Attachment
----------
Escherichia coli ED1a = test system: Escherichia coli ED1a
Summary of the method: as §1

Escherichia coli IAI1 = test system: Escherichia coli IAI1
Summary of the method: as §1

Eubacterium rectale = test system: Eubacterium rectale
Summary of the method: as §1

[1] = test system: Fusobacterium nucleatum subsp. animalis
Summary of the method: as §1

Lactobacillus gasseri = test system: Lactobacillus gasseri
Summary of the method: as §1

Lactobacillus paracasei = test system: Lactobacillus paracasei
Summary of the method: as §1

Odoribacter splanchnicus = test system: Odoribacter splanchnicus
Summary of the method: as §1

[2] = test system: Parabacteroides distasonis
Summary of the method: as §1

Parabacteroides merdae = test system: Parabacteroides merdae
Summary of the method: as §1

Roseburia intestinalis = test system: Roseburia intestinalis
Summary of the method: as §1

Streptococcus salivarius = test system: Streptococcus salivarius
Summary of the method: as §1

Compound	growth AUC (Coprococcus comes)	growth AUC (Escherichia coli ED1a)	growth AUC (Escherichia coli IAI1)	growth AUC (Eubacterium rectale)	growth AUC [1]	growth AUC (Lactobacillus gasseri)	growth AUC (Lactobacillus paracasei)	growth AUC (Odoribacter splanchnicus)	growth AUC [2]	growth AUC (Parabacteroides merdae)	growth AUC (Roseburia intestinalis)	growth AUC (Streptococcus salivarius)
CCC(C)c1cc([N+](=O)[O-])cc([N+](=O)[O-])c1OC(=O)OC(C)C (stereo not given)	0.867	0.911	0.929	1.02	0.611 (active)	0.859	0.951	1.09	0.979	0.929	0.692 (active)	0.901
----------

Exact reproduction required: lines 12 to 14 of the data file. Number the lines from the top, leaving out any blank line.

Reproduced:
Summary of the method: as §1

Odoribacter splanchnicus = test system: Odoribacter splanchnicus
Summary of the method: as §1